by Neil Tandon for the Roosevelt Island Historical Society©
Blackwell's Island was owned and farmed by the Blackwell family from 1686 until 1828, when the family sold it to the city for $52,000. For the last 30 years of this ownership, the family lived in this modest clapboard cottage, built by James Blackwell in 1796.
The residence would have never been built if the attempts of the financially pressed James Blackwell to sell the island in 1784 had proved successful. Instead, due to either unsuccessful marketing or financial turnaround, he built this house.
Under city ownership, various administrators for the island's institutions resided here, including the keeper of the nearby Blackwell's Island Almshouse, a city-run facility for paupers. In the mid-1900s, the house was abandoned, and by the 1960s, it had fallen into considerable disrepair.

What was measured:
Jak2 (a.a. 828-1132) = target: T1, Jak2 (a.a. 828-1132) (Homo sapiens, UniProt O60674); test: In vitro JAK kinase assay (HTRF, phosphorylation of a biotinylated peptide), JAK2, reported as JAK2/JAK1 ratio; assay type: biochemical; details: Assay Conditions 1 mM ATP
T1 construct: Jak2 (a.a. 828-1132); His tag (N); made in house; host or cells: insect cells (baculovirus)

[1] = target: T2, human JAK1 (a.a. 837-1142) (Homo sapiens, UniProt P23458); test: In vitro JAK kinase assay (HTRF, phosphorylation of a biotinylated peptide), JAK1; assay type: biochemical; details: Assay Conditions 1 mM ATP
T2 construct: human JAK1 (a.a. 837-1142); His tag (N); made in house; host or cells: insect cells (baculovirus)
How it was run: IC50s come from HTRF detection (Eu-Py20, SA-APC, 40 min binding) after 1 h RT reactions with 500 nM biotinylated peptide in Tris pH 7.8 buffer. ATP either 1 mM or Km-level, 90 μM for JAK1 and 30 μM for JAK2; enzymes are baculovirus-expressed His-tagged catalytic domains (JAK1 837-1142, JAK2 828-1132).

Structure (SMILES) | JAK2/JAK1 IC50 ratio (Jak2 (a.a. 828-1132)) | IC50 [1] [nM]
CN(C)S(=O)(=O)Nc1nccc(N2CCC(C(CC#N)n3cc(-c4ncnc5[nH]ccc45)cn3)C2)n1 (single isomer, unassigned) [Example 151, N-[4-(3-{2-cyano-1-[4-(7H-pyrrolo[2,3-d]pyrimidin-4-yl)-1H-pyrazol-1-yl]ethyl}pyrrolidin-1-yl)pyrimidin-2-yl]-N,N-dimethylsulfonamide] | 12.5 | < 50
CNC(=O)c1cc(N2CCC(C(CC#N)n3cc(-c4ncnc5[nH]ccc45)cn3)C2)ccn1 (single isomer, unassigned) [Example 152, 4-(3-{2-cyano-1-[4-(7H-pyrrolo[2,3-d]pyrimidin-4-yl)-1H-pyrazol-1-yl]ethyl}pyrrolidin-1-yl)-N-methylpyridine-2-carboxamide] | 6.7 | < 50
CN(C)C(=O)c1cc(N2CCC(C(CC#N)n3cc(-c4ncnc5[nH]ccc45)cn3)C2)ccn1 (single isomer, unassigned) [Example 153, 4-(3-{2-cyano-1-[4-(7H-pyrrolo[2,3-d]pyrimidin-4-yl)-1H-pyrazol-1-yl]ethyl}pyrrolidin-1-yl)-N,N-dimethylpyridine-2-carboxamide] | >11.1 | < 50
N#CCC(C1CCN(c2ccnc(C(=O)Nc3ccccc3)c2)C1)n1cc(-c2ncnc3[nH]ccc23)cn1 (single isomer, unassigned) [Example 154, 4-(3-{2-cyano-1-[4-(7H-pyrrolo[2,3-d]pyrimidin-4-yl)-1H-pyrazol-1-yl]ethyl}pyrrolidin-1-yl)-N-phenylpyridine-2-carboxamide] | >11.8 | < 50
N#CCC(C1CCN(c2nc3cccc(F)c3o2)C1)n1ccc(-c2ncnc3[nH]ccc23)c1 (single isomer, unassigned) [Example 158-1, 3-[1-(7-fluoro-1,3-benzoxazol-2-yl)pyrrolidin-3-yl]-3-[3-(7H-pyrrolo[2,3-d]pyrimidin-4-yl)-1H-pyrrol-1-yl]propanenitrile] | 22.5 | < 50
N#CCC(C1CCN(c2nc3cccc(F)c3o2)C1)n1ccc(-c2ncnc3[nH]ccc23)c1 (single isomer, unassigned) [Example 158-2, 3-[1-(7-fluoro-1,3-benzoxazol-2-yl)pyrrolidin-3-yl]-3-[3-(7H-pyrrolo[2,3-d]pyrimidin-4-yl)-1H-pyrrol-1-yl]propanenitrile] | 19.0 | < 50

In 1973 Giorgio Cavaglieri rebuilt Blackwell House, maintaining the southern kitchen wing and a Greek Revivalist portico over the western doorway (a city addition). In 1975 the house was designated a New York City landmark, and Nicholas Quennell Associates designed the park that now surrounds it. In 1986 a collaborative community effort refurbished the interior. The house has served as a meeting place for the Roosevelt Island Historical Society.
|Roosevelt Island Historical Walk 2000 by Neil Tandon & Roosevelt Island Historical Society|